I sat in my car waiting for a family photo session this morning and finished this fabulous novel. It is powerful and emotional and just confirmed my belief that Hemingway is one of the greatest writers. I'm gushing, I know. He's not for everyone. I've pushed Utah Dad to read both A Farewell to Arms and The Sun Also Rises and he's not a fan. Utah Dad thinks Hemingway is just an angry drunk. He might be right but I'm going to encourage him to give Hemingway another chance and read For Whom the Bell Tolls. I think Utah Dad will be glad he did.

**No one gave me a free copy of this book or asked me to read and review it. I read it just because I wanted to.

Monday, October 11, 2010

Allie Kelly Frame Co Give-away

A few weeks ago one of my friends hosted a party for Allie Kelly Frame Co. I was unable to attend that night, but inspired by the beautiful invitation, I checked out the website and fell in love. Allie Kelly Frame Co. produces gorgeous, custom-made frames. They are whimsical or classical, whichever you desire for your wall. Since then, I've seen and hefted a frame that my friend bought and I can tell you, not only is the frame lovely, it was also built with care and quality craftsmanship.

I've done portrait walls in my home and the measuring and hammering of nails to get the pictures to hang perfectly on the wall is enough to drive me crazy. Allie Kelly Frame Co. has created an ingenious way to design a portrait wall and hang it quickly. I think these frames would look fabulous on my currently blah family room.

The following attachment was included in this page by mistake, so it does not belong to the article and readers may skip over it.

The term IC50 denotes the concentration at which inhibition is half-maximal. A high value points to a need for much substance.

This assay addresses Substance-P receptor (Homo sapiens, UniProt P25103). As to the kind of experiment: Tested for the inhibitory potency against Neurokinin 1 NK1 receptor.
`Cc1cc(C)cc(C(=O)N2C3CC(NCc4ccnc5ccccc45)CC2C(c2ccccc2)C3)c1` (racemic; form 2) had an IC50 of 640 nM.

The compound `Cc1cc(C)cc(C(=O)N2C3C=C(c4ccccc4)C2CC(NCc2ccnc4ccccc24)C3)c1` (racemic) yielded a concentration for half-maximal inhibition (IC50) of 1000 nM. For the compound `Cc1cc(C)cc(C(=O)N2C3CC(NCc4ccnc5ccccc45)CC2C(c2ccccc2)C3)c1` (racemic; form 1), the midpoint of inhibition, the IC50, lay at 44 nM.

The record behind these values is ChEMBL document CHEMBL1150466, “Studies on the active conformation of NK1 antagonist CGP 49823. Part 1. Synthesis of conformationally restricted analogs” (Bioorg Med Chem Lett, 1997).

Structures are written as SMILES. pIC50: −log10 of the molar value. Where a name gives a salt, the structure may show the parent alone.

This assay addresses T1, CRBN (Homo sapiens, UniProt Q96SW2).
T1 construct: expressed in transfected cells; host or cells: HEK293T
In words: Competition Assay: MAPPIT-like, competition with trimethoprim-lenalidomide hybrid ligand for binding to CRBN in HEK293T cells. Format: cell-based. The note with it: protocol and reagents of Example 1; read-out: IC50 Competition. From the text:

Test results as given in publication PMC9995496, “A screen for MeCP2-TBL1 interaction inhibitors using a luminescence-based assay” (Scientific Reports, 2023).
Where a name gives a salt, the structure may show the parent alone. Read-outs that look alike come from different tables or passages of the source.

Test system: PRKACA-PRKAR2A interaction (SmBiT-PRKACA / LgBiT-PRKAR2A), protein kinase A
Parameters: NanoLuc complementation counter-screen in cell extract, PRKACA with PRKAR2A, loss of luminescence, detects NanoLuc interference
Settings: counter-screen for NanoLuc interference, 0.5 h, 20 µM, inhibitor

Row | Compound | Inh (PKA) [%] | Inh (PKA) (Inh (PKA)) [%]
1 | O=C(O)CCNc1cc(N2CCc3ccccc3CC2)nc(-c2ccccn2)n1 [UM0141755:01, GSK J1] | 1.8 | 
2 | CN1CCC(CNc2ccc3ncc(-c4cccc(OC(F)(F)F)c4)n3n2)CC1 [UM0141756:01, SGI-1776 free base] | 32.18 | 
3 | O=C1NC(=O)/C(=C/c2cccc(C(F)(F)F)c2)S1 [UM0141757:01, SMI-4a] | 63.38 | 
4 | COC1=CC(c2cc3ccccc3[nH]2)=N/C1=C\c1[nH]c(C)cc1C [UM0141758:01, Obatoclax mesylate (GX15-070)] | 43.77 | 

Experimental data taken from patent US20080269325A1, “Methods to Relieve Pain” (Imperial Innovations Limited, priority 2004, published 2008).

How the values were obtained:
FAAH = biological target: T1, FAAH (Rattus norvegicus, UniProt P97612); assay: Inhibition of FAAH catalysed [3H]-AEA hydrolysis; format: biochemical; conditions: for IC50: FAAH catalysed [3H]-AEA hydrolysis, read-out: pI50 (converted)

Allie Kelly Frame Co. sells their frames to the public through in-home parties. To find out more about hosting a party check out the website.

I was especially delighted to find out that the creators of Allie Kelly Frame Co. live in my neighborhood. I contacted the owner and voila! she has agreed to offer a giveaway on my blog. So, go check out Allie Kelly Frame Co. website. Peruse it a little. Dream of the perfect picture wall. Pick out your favorite custom-made frame and then come back here and tell me about it.

One follower of Utah Mom's Life Blog (yes, you have to be a follower), chosen randomly, will win a 5x7 frame from Allie Kelly Frame Co. of their choice.

To enter, leave a comment on this post about the style frame you would like.

Spread the word about Allie Kelly Frame Co. on Facebook, Twitter or your own blog for an extra chance to win. (Leave an additional comment.)

The contest will be open for entries until Thursday, Oct. 14th at 11:59 MST. The winner will be announced on the morning of Friday, Oct. 15th. It is open to US Residents only.

Wednesday, October 6, 2010

It's All Peachy

When we were children at the end of the summer, my brothers and I helped our mom bottle peaches and pears, cherries and apricots. We snapped beans and shelled peas. We shucked corn and made apple sauce and all kinds of jams and jellies. We stood at the kitchen sink dreaming of outdoor adventures and every year we had the same conversation. One day, my brother declared, he would invent a machine that would do the work for us.